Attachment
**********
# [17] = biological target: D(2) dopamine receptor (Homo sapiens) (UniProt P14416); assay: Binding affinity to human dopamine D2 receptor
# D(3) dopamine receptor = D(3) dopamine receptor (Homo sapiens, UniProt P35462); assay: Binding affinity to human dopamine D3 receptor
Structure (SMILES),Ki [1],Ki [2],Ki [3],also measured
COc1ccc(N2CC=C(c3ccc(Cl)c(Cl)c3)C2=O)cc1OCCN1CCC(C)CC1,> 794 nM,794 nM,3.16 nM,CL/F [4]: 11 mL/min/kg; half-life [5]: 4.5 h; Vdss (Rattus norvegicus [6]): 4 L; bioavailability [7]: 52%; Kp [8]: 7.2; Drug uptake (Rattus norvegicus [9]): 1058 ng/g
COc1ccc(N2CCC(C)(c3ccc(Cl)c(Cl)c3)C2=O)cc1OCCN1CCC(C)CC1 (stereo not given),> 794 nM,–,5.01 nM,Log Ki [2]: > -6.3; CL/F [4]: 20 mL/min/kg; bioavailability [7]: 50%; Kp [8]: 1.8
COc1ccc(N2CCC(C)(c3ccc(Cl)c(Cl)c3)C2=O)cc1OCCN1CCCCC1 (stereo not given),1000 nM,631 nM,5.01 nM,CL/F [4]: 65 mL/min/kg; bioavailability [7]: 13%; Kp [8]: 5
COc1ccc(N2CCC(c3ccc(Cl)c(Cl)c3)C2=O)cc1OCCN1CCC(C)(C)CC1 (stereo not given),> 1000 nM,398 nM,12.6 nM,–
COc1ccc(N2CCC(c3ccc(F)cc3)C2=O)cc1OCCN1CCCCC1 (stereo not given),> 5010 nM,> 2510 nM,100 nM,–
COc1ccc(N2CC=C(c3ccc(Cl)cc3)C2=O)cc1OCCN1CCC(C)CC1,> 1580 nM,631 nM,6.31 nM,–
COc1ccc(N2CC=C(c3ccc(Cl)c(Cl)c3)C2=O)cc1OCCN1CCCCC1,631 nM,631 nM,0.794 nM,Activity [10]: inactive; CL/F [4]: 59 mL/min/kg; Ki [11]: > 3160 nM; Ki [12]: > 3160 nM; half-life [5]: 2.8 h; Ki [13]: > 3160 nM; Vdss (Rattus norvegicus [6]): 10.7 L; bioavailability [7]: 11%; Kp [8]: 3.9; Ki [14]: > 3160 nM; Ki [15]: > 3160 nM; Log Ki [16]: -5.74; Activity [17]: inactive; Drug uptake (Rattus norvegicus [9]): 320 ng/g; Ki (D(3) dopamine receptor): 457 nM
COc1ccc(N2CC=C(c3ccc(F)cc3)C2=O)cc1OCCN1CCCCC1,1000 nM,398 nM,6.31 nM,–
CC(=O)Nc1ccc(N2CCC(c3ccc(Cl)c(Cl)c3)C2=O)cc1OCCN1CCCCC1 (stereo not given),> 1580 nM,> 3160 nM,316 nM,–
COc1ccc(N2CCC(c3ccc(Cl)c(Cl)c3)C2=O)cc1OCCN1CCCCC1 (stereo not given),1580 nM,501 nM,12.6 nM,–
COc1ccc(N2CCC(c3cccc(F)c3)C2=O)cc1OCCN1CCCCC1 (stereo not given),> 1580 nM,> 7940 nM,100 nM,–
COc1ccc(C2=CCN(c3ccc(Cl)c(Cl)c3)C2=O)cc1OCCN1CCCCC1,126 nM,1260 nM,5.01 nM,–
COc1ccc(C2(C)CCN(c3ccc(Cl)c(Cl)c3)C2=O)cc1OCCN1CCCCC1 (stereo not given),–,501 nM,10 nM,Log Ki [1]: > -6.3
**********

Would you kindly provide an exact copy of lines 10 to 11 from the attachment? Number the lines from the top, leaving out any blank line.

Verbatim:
COc1ccc(N2CC=C(c3ccc(Cl)c(Cl)c3)C2=O)cc1OCCN1CCCCC1,631 nM,631 nM,0.794 nM,Activity [10]: inactive; CL/F [4]: 59 mL/min/kg; Ki [11]: > 3160 nM; Ki [12]: > 3160 nM; half-life [5]: 2.8 h; Ki [13]: > 3160 nM; Vdss (Rattus norvegicus [6]): 10.7 L; bioavailability [7]: 11%; Kp [8]: 3.9; Ki [14]: > 3160 nM; Ki [15]: > 3160 nM; Log Ki [16]: -5.74; Activity [17]: inactive; Drug uptake (Rattus norvegicus [9]): 320 ng/g; Ki (D(3) dopamine receptor): 457 nM
COc1ccc(N2CC=C(c3ccc(F)cc3)C2=O)cc1OCCN1CCCCC1,1000 nM,398 nM,6.31 nM,–